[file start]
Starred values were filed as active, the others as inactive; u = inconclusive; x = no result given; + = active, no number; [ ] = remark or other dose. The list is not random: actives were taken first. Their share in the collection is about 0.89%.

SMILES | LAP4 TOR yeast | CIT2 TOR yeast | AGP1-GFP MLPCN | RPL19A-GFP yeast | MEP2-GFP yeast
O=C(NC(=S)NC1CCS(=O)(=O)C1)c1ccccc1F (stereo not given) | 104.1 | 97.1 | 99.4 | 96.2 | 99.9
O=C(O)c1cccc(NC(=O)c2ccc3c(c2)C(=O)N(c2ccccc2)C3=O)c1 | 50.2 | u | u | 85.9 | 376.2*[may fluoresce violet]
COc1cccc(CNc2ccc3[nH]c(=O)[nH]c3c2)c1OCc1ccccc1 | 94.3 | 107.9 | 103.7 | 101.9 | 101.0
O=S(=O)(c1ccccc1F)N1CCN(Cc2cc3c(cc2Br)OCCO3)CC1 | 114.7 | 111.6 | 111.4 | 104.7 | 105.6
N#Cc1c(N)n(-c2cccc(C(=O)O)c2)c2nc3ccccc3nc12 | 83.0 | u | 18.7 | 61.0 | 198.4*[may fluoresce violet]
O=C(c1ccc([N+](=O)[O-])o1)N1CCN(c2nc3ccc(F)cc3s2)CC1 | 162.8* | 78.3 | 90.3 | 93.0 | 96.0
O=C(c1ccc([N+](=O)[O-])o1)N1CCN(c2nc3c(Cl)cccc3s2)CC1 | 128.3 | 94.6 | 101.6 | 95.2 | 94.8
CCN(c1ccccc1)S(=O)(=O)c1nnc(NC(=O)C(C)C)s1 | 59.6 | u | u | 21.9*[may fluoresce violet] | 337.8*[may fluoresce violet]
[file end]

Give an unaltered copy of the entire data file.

Starred values were filed as active, the others as inactive; u = inconclusive; x = no result given; + = active, no number; [ ] = remark or other dose. The list is not random: actives were taken first. Their share in the collection is about 0.89%.

SMILES | LAP4 TOR yeast | CIT2 TOR yeast | AGP1-GFP MLPCN | RPL19A-GFP yeast | MEP2-GFP yeast
O=C(NC(=S)NC1CCS(=O)(=O)C1)c1ccccc1F (stereo not given) | 104.1 | 97.1 | 99.4 | 96.2 | 99.9
O=C(O)c1cccc(NC(=O)c2ccc3c(c2)C(=O)N(c2ccccc2)C3=O)c1 | 50.2 | u | u | 85.9 | 376.2*[may fluoresce violet]
COc1cccc(CNc2ccc3[nH]c(=O)[nH]c3c2)c1OCc1ccccc1 | 94.3 | 107.9 | 103.7 | 101.9 | 101.0
O=S(=O)(c1ccccc1F)N1CCN(Cc2cc3c(cc2Br)OCCO3)CC1 | 114.7 | 111.6 | 111.4 | 104.7 | 105.6
N#Cc1c(N)n(-c2cccc(C(=O)O)c2)c2nc3ccccc3nc12 | 83.0 | u | 18.7 | 61.0 | 198.4*[may fluoresce violet]
O=C(c1ccc([N+](=O)[O-])o1)N1CCN(c2nc3ccc(F)cc3s2)CC1 | 162.8* | 78.3 | 90.3 | 93.0 | 96.0
O=C(c1ccc([N+](=O)[O-])o1)N1CCN(c2nc3c(Cl)cccc3s2)CC1 | 128.3 | 94.6 | 101.6 | 95.2 | 94.8
CCN(c1ccccc1)S(=O)(=O)c1nnc(NC(=O)C(C)C)s1 | 59.6 | u | u | 21.9*[may fluoresce violet] | 337.8*[may fluoresce violet]